2005 Leak / News

“Nuke leaks taint Hudson” by Abby Luby

“The Nuclear Regulatory Commission suspects that an uncontrolled release of
tritium is going into the Hudson River. The leak was found near the
discharge canal at the Indian Point nuclear power plant, situated on the
east bank of the river. Also last week, a monitoring well was leaking small
amounts of strontium 90, considered a more dangerous radioactive isotope,
but the amount leaked was not enough to pose a threat to public health, said
officials.

NRC spokesman Neil Sheehan said that the tritium leak indicates a migration
under the discharge canal and into the river. “The conjecture is that it’s
possible it [tritium] would be flowing to the river, and regardless of the
amount involved, it’s considered an uncontrolled release.”

According to an NRC report, water was sampled in mid-February from the same well that had the highest concentration of tritium levels at 600,000
picocuries per liter of water, 30 times the Environmental Protection Agency
(EPA) drinking water limit of 20,000 picocuries per liter. That sample also
showed a small amount of strontium 90, measured to be about 3 picocuries per
liter. The EPA drinking water limit for strontium 90 is 8 picocuries per
liter. At high levels, strontium 90 and tritium are cancer-causing agents.
Officials first learned about the leaks in a local news publication.
Westchester County Executive Andrew Spano called a special meeting last week with the NRC and plant owner Entergy on whether the public is being informed about possible health threats from the plant in a timely fashion. At the
meeting were Congresswomen Nita Lowey (D-18) and Sue Kelly (R-19), who
called for an independent safety assessment at the plants.

“I worked with Nita Lowey, Eliot Engel [D-17], and Maurice Hinchey [D-22],
to do this report,” said Mrs. Kelly this week. “I went into the plant in
January, and I got the NRC to consider what was happening. In February I
formally requested the NRC to conduct this assessment.”

Mrs. Kelly said that it was important to get independent assessors in the
plant. “The NRC is there all the time, 24/7, and those people see the same
things,” she said. “They may not see what a pair of fresh eyes would see.”

According to a press release from Senator Hillary Rodham Clinton, at her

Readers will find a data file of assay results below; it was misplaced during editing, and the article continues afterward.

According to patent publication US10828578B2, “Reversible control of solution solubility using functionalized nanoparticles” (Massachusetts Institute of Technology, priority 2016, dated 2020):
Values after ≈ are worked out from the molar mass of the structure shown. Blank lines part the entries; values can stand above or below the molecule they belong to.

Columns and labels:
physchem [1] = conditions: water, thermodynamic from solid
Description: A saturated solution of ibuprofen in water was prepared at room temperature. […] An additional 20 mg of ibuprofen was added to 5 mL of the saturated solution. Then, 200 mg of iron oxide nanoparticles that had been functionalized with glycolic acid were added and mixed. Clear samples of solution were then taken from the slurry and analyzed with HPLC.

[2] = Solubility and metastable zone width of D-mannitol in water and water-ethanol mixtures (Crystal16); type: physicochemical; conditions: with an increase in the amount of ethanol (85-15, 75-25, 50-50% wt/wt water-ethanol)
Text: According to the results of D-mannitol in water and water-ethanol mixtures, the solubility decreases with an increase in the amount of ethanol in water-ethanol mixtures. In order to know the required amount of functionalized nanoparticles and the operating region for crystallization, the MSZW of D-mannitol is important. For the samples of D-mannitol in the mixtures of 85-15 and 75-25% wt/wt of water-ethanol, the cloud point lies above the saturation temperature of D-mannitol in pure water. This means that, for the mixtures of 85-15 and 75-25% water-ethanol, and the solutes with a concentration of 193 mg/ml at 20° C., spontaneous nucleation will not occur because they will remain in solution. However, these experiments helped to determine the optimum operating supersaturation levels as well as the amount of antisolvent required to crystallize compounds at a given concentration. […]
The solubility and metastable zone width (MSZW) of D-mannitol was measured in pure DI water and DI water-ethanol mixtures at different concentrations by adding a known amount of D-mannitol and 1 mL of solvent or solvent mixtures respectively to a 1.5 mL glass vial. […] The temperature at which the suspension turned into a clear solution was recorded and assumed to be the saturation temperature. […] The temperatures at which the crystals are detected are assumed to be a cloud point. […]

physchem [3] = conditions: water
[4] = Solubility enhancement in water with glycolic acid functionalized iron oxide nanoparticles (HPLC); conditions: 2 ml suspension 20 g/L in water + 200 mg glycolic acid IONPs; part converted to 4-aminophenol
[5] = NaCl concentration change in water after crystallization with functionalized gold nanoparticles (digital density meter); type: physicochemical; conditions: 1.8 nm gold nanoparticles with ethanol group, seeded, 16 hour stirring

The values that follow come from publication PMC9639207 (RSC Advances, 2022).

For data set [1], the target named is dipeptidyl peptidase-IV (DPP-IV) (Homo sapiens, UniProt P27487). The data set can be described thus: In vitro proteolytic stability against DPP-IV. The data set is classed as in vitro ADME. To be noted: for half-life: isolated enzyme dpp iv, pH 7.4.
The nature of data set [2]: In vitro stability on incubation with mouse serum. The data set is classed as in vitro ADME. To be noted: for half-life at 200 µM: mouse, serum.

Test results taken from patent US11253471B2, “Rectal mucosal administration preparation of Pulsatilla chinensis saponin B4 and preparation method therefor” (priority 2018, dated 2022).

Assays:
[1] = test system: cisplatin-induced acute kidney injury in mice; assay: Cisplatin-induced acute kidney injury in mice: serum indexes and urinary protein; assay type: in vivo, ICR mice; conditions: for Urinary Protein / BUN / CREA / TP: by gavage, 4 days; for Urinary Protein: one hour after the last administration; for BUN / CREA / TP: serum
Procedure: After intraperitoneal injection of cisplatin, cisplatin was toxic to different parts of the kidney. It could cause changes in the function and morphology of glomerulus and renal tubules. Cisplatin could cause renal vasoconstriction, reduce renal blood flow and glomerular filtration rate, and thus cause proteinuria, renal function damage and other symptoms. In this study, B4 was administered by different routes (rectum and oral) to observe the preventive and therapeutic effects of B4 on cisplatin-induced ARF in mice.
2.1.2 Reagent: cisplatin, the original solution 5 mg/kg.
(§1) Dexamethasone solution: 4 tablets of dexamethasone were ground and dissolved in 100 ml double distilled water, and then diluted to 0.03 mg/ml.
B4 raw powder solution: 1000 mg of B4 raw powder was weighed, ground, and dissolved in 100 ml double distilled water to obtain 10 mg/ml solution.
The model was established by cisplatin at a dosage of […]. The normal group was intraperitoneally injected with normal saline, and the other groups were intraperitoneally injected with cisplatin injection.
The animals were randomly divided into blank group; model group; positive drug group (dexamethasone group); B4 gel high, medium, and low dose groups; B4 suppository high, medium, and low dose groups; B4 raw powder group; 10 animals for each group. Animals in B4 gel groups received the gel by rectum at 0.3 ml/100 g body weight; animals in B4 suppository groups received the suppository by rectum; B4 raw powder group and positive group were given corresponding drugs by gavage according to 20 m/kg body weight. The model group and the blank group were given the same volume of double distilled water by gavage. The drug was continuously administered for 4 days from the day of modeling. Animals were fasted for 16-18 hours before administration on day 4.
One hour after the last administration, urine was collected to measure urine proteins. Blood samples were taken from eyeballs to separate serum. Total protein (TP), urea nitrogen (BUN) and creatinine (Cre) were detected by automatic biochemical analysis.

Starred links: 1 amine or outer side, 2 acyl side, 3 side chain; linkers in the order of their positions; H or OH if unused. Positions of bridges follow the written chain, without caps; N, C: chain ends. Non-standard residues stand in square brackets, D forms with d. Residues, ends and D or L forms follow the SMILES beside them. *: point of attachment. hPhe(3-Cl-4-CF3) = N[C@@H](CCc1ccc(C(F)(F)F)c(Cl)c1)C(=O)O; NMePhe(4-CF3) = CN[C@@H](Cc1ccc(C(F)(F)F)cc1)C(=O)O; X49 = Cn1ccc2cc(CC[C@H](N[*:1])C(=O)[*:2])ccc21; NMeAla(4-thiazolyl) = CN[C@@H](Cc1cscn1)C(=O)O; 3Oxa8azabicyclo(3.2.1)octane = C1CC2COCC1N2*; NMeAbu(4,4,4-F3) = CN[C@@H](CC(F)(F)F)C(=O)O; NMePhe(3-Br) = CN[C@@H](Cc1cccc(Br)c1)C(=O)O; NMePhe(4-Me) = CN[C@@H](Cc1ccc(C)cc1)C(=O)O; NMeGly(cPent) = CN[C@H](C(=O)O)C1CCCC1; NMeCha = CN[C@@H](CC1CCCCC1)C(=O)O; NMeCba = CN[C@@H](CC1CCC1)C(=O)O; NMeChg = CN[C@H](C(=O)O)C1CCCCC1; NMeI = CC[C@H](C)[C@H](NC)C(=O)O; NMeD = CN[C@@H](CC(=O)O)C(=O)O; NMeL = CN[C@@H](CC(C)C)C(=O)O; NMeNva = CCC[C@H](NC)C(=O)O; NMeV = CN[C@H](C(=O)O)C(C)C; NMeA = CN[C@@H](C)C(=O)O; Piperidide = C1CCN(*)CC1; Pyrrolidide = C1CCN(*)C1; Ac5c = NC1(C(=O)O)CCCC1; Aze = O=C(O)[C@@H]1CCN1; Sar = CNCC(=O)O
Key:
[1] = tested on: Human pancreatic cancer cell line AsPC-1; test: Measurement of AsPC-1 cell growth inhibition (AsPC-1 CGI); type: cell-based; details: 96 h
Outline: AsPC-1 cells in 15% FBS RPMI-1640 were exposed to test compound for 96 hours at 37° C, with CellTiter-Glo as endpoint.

request, NRC chairman Nils Diaz intends to do a safety review of the plant
sometime in 2007. The review will look at the overall operation, design,
maintenance, and safety of the plant.

“There have been enough independent studies to close that plant twice,” said
Assemblyman Richard Brodsky (D-Greenburgh), who is running for state
attorney general. “There are no independent studies. Most of the researchers
are from these large think tanks and are somehow related to the nuclear
industry.”

Tritium and strontium are two particularly dangerous substances, said Mr.
Brodsky. “Both are absorbed by the human body,” he said. “You couldn’t ask
for two worse kinds of radioactive material. The problem here is that every
time you have one of these leaks, they minimize it and they tell you it will
never happen again.”

Since August, officials at the Indian Point nuclear power plant have been
trying to find the source of leaking tritium near the spent-fuel pool at
Indian Point 2. Several more wells were dug to determine how much
radioactive water was underground. According to Mr. Sheehan, Entergy has dug 19 wells, and he expects them to dig an additional 14.

In early March, the environmental watchdog group Riverkeeper, which monitors
the Hudson River, area reservoirs, and aquifers, sought more information
about the leaks. Under New York State’s Freedom of Information Law,
documents obtained by Riverkeeper indicated that both the State Department
of Health (DOH) and the State Department of Environmental Conservation (DEC) knew of the strontium and tritium leaks since December.

According to an e-mail from DEC spokesperson Gabrielle DeMarco, the DEC
“became involved in this matter at the request of the counties and will
continue to provide them and other stakeholders with accurate information
throughout the process.”

Ms. DeMarco said that the “DEC holds no regulatory authority in this matter
. and under the Federal Atomic Energy Act monitoring of radioactive
discharges from reactors is handled by the federal Nuclear Regulatory